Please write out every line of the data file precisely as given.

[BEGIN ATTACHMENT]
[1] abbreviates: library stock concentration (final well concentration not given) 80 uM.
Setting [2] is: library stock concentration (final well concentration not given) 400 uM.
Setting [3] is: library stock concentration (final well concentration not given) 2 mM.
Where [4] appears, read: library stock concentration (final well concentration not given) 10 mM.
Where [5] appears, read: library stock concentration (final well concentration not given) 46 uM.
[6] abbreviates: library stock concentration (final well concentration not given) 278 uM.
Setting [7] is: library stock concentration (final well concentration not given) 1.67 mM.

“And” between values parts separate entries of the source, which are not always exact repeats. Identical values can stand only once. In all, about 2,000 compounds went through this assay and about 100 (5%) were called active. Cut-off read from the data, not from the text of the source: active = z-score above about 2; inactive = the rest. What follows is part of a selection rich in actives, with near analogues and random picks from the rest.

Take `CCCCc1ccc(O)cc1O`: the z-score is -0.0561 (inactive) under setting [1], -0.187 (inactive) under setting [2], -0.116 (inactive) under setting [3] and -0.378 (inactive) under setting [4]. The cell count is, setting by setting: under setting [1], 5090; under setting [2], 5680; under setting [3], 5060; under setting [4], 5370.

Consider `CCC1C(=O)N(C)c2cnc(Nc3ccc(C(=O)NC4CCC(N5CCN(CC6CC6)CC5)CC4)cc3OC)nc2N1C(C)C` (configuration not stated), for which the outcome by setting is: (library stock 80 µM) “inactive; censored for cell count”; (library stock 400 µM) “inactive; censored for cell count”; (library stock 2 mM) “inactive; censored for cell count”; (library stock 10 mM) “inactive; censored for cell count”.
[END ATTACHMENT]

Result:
[1] abbreviates: library stock concentration (final well concentration not given) 80 uM.
Setting [2] is: library stock concentration (final well concentration not given) 400 uM.
Setting [3] is: library stock concentration (final well concentration not given) 2 mM.
Where [4] appears, read: library stock concentration (final well concentration not given) 10 mM.
Where [5] appears, read: library stock concentration (final well concentration not given) 46 uM.
[6] abbreviates: library stock concentration (final well concentration not given) 278 uM.
Setting [7] is: library stock concentration (final well concentration not given) 1.67 mM.

“And” between values parts separate entries of the source, which are not always exact repeats. Identical values can stand only once. In all, about 2,000 compounds went through this assay and about 100 (5%) were called active. Cut-off read from the data, not from the text of the source: active = z-score above about 2; inactive = the rest. What follows is part of a selection rich in actives, with near analogues and random picks from the rest.

Take `CCCCc1ccc(O)cc1O`: the z-score is -0.0561 (inactive) under setting [1], -0.187 (inactive) under setting [2], -0.116 (inactive) under setting [3] and -0.378 (inactive) under setting [4]. The cell count is, setting by setting: under setting [1], 5090; under setting [2], 5680; under setting [3], 5060; under setting [4], 5370.

Consider `CCC1C(=O)N(C)c2cnc(Nc3ccc(C(=O)NC4CCC(N5CCN(CC6CC6)CC5)CC4)cc3OC)nc2N1C(C)C` (configuration not stated), for which the outcome by setting is: (library stock 80 µM) “inactive; censored for cell count”; (library stock 400 µM) “inactive; censored for cell count”; (library stock 2 mM) “inactive; censored for cell count”; (library stock 10 mM) “inactive; censored for cell count”.